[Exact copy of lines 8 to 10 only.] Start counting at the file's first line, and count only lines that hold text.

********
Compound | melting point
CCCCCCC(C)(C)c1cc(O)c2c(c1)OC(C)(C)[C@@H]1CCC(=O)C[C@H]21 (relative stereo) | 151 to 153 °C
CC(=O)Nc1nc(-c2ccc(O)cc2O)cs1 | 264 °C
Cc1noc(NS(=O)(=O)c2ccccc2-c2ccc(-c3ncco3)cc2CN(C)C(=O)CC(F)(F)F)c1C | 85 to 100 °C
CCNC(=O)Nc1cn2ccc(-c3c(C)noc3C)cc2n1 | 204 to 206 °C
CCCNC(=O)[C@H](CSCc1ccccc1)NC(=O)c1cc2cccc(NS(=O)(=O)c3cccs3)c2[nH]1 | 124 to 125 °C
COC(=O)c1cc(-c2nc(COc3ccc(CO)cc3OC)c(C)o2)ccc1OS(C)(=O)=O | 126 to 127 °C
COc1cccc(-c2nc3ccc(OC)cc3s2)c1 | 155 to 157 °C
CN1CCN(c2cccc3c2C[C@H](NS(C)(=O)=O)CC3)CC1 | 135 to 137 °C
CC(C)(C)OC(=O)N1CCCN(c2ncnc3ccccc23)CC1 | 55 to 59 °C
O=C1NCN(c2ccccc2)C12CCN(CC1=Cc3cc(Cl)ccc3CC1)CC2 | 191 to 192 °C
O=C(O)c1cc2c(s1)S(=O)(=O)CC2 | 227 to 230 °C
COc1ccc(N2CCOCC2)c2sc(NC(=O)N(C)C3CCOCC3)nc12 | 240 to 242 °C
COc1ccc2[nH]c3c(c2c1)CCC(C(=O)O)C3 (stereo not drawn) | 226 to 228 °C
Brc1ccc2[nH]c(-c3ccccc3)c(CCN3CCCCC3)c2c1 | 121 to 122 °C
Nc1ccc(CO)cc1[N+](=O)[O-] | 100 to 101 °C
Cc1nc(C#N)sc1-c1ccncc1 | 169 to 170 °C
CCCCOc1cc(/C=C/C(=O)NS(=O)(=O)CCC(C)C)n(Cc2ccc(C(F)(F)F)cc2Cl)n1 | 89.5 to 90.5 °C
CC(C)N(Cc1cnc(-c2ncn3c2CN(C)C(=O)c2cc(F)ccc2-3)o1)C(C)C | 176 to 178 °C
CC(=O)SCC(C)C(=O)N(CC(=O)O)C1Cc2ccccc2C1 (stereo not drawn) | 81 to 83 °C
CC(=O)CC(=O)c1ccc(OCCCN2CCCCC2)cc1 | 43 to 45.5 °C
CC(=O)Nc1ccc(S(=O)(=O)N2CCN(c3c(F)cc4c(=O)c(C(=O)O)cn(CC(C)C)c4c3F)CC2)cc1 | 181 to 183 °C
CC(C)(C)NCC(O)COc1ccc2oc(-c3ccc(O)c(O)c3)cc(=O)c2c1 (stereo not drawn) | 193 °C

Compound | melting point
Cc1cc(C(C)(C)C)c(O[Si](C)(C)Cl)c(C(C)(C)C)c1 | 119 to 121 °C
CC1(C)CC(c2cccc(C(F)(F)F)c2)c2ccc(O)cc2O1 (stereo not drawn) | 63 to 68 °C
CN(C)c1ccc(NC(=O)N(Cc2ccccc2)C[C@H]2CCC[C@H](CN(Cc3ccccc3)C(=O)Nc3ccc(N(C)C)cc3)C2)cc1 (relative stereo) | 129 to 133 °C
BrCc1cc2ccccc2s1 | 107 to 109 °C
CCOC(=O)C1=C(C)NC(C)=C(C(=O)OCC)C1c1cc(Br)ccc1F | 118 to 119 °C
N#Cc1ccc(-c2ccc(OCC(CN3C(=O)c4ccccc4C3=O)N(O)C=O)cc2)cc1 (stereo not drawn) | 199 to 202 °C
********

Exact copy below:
COc1cccc(-c2nc3ccc(OC)cc3s2)c1 | 155 to 157 °C
CN1CCN(c2cccc3c2C[C@H](NS(C)(=O)=O)CC3)CC1 | 135 to 137 °C
CC(C)(C)OC(=O)N1CCCN(c2ncnc3ccccc23)CC1 | 55 to 59 °C